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### Coordinate Geometry

### Points on the Coordinate Plane

**Coordinate plane or Cartesian plane, quadrants**

How to plot points on the Cartesian plane?**How to find the ordered pair or coordinates of a given point?**

How to plot the point given the ordered pair or coordinates?### Reflection of points about the x-axis, *y*-axis and origin

**Reflect a Point about the x-axis, y-axis, and the Origin**

This video provides an example of how to determine the coordinates of a point reflected about the x-axis, y-axis, and the origin.

You can use the free Mathway calculator and problem solver below to practice Algebra or other math topics. Try the given examples, or type in your own problem and check your answer with the step-by-step explanations.

More Lessons for GRE Test

Math Worksheets

This lesson is part of a series of lessons for the quantitative reasoning section of the GRE revised General Test. In this lesson, we will learn:

- xy-coordinate system
- four quadrants
- ordered pair
- plot points on the coordinate plane
- reflection of points about the
*x*-axis,*y*-axis and origin

Two real number lines that are perpendicular to each other and that intersect at their respective zero points define a rectangular coordinate system, often called the *xy*-coordinate system or *xy*-plane. The horizontal number line is called the x-axis and the vertical number line is called the y-axis. The point where the two axes intersect is called the origin, denoted by O. The positive half of the *x*-axis is to the right of the origin, and the positive half of the *y*-axis is above the origin. The two axes divide the plane into four regions called quadrants I, II, III, and IV, as shown in the figure below.

Each point P in the xy-plane can be identified with an ordered pair (*x*, *y*) of real numbers and is denoted by P(*x*, *y*). The first number is called the *x*-coordinate, and the second number is called the *y*-coordinate. A point with coordinates (*x*, y) is located x units to the right of the *y*-axis if *x* is positive or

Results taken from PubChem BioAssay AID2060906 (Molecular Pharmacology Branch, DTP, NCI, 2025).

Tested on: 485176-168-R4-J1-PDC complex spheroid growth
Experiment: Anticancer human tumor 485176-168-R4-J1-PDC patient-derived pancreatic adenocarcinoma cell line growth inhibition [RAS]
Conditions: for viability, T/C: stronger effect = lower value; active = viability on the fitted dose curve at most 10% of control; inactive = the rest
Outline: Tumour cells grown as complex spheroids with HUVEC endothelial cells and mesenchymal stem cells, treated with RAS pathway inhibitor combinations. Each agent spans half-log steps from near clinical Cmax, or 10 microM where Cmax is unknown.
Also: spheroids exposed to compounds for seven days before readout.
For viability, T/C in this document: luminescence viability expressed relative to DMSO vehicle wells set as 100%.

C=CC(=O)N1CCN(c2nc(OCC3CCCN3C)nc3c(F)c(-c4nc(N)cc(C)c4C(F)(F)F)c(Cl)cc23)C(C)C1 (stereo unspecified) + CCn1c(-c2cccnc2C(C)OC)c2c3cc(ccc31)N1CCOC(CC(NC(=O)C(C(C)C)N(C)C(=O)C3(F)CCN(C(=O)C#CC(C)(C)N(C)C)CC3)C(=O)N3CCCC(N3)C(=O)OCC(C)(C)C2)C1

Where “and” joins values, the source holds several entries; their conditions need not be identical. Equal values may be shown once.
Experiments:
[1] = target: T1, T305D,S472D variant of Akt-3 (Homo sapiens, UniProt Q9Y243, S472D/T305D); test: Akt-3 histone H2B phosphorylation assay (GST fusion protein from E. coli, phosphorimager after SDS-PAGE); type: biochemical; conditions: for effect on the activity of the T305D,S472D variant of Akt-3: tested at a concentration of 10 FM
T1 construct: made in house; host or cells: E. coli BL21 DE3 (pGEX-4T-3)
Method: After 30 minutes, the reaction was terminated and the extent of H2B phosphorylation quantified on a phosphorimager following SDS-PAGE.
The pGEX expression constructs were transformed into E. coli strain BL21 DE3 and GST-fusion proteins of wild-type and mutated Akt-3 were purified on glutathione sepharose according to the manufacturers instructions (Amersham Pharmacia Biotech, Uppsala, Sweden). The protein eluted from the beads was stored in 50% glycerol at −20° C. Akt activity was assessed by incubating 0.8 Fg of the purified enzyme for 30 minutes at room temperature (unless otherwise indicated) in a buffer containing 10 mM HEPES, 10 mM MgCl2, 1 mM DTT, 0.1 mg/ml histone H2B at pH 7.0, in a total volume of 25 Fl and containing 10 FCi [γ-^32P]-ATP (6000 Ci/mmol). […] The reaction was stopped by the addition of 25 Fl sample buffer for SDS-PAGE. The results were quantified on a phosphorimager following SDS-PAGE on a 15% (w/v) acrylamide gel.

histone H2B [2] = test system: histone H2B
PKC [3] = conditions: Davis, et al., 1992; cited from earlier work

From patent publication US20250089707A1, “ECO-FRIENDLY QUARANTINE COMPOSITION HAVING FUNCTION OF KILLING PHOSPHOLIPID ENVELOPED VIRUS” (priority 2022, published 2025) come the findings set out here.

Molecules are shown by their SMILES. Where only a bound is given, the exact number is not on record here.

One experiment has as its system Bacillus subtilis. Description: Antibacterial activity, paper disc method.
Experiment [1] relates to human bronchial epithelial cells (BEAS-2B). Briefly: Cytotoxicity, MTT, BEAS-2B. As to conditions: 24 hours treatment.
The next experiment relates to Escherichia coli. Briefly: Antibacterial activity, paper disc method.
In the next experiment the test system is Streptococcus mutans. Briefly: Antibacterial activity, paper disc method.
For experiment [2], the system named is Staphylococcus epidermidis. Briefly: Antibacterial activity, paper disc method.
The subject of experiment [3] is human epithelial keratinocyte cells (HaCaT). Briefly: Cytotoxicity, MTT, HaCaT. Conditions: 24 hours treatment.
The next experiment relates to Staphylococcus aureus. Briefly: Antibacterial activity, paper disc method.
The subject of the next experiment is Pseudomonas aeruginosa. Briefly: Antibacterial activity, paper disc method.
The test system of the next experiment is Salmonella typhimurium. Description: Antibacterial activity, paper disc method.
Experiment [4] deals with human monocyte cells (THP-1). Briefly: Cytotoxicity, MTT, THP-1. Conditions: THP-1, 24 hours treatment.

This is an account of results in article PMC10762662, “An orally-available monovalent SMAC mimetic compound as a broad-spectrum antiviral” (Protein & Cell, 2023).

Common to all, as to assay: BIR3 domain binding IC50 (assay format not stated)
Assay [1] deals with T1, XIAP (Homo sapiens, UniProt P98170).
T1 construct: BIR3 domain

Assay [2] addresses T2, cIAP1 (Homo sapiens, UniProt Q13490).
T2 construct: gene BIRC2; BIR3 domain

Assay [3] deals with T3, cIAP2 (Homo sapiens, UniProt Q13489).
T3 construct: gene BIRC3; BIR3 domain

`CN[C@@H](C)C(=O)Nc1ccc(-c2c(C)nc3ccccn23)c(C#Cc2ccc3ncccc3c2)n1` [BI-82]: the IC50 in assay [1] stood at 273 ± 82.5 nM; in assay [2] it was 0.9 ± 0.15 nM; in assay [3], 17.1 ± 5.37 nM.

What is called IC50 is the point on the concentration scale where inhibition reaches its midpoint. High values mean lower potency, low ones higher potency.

to the left of the *y*-axis if *x* is negative. Also, the point is located y units above the *x*-axis if *y* is positive
or below the *x*-axis if *y* is negative. If the point lies on the *y*-axis, and if the point lies on
the *x*-axis. The origin has coordinates (0, 0). Unless otherwise noted, the units used on the *x*-axis and the *y*-axis are the same.

In the following coordinate plane: .

Point *M* has coordinates (2, 1.5). To get to point *M*, we move 2 units to the right (positive) and 1.5 units up (positive).

Point *L* is represented by the coordinates (–3, 1.5). To get to point *L, *we move 3 units to the left (negative) and 1.5 units up (positive)

Point *N* has coordinates (–2, –3). To get to point *N*, we move 2 units to the left (negative) and 3 units down (negative).

How to plot points on the Cartesian plane?

How to plot the point given the ordered pair or coordinates?

In the diagram below, the three points *A*’ (3, −2), *A*’’ (−3, 2), *A*’’’ (−3, −2) are geometrically related to *A* (3, 2) as follows.

• *A*’ is the reflection of *A* about the x-axis, or *A*’ and *A* are symmetric about the x-axis.

• *A*’’ is the reflection of *A* about the y-axis, or *A*’’ and *A* are symmetric about the y-axis.

• *A*’’’ is the reflection of *A* about the origin, or *A*’’’ and *A* are symmetric about the origin.

This video provides an example of how to determine the coordinates of a point reflected about the x-axis, y-axis, and the origin.

Rotate to landscape screen format on a mobile phone or small tablet to use the **Mathway** widget, a free math problem solver that **answers your questions with step-by-step explanations**.

You can use the free Mathway calculator and problem solver below to practice Algebra or other math topics. Try the given examples, or type in your own problem and check your answer with the step-by-step explanations.

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